It is probably not known as much as it should be that Adam Smith, the supposed ideologue of free market capitalism, was actually suspicious of foreign trade, especially the carrying trade:
The great object of the political oeconomy of every country, is to encrease the riches and power of that country. It ought, therefore, to give no preference nor superior encouragement to the foreign trade of consumption above the home-trade, nor to the carrying trade above either of the other two (Wealth of Nations II.v. 31).
Balance of trade – what a silly idea:
Nothing, however, can be more absurd than this whole doctrine of the balance of trade (IV.iii.c.2).
As for encouraging industry at home, he clearly prefers agriculture to the fleeting fortunes to be gained from commerce and manufacturing:
The capital, however, that is acquired to any country by commerce and manufactures, is all a very precarious and uncertain possession, till some part of it has been secured and realized in the cultivation and improvement of its lands … That which arises from the more solid improvements of agriculture, is much more durable, and cannot be destroyed (III.iv.24).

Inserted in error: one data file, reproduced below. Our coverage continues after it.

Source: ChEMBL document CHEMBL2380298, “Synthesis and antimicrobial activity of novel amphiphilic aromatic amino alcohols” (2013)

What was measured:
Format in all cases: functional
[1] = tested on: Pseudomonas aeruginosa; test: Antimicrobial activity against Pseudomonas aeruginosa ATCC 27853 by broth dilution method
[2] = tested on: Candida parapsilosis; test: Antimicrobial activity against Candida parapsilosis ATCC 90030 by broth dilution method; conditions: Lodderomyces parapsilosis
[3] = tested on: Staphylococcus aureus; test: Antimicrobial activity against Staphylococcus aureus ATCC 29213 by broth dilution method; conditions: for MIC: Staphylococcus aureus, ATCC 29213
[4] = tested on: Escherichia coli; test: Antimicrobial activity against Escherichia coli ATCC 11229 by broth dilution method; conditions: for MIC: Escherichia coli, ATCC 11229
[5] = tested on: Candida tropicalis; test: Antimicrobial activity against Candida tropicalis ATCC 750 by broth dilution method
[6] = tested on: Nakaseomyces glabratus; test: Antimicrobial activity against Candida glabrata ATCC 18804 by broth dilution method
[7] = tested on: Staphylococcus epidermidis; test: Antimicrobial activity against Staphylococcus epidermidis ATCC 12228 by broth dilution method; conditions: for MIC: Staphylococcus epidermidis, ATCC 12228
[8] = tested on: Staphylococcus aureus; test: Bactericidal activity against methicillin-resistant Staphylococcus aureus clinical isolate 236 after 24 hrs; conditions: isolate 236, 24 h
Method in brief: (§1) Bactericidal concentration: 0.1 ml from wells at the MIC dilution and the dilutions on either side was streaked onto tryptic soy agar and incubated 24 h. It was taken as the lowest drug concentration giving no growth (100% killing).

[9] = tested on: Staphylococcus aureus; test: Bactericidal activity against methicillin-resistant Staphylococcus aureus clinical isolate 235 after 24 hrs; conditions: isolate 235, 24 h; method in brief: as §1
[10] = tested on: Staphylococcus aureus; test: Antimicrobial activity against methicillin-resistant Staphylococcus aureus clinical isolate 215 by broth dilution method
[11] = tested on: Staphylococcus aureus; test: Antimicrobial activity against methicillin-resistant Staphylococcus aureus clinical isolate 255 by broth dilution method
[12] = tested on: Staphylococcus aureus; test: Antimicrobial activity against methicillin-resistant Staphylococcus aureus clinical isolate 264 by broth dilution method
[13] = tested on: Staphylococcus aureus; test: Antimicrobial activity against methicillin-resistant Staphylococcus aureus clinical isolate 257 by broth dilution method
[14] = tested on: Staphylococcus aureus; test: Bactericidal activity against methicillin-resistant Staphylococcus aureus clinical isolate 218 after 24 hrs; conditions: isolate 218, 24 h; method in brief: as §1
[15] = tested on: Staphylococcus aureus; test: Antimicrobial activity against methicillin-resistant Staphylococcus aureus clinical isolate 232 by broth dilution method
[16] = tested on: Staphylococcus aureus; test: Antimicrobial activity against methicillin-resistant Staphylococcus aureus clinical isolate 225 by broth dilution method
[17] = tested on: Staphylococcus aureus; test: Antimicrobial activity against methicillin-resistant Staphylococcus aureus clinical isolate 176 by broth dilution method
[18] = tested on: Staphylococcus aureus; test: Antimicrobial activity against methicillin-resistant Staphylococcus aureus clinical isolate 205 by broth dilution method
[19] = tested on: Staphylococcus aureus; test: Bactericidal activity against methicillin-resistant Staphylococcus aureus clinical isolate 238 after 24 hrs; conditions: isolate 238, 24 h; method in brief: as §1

And that leads him to celebrate the bucolic bliss of the landed gentry:
The capital of the landlord, on the contrary, which is fixed in the improvement of his land, seems to be as well secured as the nature of human affairs can admit of. The beauty of the country besides, the pleasures of a country life, the tranquillity of mind which it promises, and wherever the injustice of human laws does not disturb it, the independency which it really affords, have charms that more or less attract every body; and as to cultivate the ground was the original destination of man, so in every stage of his existence he seems to retain a predilection for this primitive employment (III.i.3).